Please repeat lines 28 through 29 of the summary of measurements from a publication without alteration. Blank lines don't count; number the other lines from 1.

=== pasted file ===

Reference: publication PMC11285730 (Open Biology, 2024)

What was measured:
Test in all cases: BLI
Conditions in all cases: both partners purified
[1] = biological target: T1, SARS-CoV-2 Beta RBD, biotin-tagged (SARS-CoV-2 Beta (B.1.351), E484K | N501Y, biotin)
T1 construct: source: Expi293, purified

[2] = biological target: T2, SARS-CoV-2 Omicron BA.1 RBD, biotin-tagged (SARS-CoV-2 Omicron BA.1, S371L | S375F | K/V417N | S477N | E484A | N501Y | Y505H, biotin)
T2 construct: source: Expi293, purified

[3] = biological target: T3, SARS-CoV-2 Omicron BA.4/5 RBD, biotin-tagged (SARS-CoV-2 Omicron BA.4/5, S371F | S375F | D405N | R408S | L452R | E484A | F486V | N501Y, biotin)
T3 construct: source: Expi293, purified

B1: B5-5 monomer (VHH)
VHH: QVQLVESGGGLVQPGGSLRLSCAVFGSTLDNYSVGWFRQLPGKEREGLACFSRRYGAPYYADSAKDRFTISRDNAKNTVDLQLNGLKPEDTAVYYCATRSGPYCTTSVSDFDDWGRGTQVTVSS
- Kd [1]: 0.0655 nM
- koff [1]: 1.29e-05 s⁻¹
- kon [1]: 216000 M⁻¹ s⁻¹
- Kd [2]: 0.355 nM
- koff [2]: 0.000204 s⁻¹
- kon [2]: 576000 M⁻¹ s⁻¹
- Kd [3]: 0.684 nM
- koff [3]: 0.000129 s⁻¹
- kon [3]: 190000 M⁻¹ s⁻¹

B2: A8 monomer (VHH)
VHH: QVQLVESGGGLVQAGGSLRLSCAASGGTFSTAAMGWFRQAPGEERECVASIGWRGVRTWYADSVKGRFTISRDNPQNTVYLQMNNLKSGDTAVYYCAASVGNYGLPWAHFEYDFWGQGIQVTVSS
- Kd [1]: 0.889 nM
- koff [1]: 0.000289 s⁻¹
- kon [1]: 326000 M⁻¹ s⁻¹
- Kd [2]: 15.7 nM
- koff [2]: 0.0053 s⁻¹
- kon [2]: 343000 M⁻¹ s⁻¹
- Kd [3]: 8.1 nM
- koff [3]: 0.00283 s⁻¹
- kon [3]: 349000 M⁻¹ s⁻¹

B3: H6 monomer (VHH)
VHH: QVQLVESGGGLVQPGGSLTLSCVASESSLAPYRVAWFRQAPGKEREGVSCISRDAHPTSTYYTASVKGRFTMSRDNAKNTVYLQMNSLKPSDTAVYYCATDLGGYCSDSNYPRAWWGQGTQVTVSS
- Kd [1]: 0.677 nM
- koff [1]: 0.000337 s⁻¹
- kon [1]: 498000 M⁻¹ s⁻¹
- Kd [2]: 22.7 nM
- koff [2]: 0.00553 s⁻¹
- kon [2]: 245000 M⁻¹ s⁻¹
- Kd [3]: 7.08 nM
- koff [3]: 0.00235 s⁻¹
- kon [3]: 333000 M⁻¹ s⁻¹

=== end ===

- koff [2]: 0.0053 s⁻¹
- kon [2]: 343000 M⁻¹ s⁻¹